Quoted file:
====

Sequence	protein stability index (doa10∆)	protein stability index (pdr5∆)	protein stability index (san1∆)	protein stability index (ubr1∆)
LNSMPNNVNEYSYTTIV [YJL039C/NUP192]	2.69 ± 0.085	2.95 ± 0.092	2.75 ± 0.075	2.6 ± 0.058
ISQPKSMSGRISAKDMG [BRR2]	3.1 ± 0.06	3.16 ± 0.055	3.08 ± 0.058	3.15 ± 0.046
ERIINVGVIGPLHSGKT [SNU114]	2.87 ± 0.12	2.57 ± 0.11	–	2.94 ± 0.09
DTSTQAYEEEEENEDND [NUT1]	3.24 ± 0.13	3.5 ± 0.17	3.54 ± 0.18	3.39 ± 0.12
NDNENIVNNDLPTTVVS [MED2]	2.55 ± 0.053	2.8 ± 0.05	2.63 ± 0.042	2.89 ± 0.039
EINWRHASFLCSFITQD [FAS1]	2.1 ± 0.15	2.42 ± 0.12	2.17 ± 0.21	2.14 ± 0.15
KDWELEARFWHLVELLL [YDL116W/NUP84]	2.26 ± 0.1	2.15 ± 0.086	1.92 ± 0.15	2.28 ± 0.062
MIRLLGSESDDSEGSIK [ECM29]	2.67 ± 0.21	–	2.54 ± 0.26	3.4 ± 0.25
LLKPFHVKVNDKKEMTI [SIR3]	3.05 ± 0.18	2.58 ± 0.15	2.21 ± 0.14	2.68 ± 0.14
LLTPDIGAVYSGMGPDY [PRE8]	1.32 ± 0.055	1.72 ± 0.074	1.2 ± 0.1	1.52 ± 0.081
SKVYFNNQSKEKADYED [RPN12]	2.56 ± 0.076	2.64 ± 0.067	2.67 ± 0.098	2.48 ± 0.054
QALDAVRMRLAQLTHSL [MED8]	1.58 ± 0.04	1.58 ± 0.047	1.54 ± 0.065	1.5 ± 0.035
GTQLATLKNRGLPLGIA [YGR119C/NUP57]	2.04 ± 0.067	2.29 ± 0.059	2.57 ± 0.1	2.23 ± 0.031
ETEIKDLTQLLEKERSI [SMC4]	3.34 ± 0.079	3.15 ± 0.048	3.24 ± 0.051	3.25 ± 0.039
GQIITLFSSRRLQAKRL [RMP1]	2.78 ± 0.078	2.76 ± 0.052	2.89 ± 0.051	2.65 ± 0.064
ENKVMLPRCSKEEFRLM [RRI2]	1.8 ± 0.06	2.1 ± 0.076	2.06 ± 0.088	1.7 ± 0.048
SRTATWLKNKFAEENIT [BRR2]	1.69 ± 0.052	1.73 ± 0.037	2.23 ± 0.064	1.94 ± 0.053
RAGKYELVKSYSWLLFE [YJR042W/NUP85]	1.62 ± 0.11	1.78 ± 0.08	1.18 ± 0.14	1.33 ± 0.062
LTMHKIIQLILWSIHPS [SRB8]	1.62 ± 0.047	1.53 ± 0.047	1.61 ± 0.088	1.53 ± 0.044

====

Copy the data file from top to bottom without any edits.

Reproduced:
Sequence	protein stability index (doa10∆)	protein stability index (pdr5∆)	protein stability index (san1∆)	protein stability index (ubr1∆)
LNSMPNNVNEYSYTTIV [YJL039C/NUP192]	2.69 ± 0.085	2.95 ± 0.092	2.75 ± 0.075	2.6 ± 0.058
ISQPKSMSGRISAKDMG [BRR2]	3.1 ± 0.06	3.16 ± 0.055	3.08 ± 0.058	3.15 ± 0.046
ERIINVGVIGPLHSGKT [SNU114]	2.87 ± 0.12	2.57 ± 0.11	–	2.94 ± 0.09
DTSTQAYEEEEENEDND [NUT1]	3.24 ± 0.13	3.5 ± 0.17	3.54 ± 0.18	3.39 ± 0.12
NDNENIVNNDLPTTVVS [MED2]	2.55 ± 0.053	2.8 ± 0.05	2.63 ± 0.042	2.89 ± 0.039
EINWRHASFLCSFITQD [FAS1]	2.1 ± 0.15	2.42 ± 0.12	2.17 ± 0.21	2.14 ± 0.15
KDWELEARFWHLVELLL [YDL116W/NUP84]	2.26 ± 0.1	2.15 ± 0.086	1.92 ± 0.15	2.28 ± 0.062
MIRLLGSESDDSEGSIK [ECM29]	2.67 ± 0.21	–	2.54 ± 0.26	3.4 ± 0.25
LLKPFHVKVNDKKEMTI [SIR3]	3.05 ± 0.18	2.58 ± 0.15	2.21 ± 0.14	2.68 ± 0.14
LLTPDIGAVYSGMGPDY [PRE8]	1.32 ± 0.055	1.72 ± 0.074	1.2 ± 0.1	1.52 ± 0.081
SKVYFNNQSKEKADYED [RPN12]	2.56 ± 0.076	2.64 ± 0.067	2.67 ± 0.098	2.48 ± 0.054
QALDAVRMRLAQLTHSL [MED8]	1.58 ± 0.04	1.58 ± 0.047	1.54 ± 0.065	1.5 ± 0.035
GTQLATLKNRGLPLGIA [YGR119C/NUP57]	2.04 ± 0.067	2.29 ± 0.059	2.57 ± 0.1	2.23 ± 0.031
ETEIKDLTQLLEKERSI [SMC4]	3.34 ± 0.079	3.15 ± 0.048	3.24 ± 0.051	3.25 ± 0.039
GQIITLFSSRRLQAKRL [RMP1]	2.78 ± 0.078	2.76 ± 0.052	2.89 ± 0.051	2.65 ± 0.064
ENKVMLPRCSKEEFRLM [RRI2]	1.8 ± 0.06	2.1 ± 0.076	2.06 ± 0.088	1.7 ± 0.048
SRTATWLKNKFAEENIT [BRR2]	1.69 ± 0.052	1.73 ± 0.037	2.23 ± 0.064	1.94 ± 0.053
RAGKYELVKSYSWLLFE [YJR042W/NUP85]	1.62 ± 0.11	1.78 ± 0.08	1.18 ± 0.14	1.33 ± 0.062
LTMHKIIQLILWSIHPS [SRB8]	1.62 ± 0.047	1.53 ± 0.047	1.61 ± 0.088	1.53 ± 0.044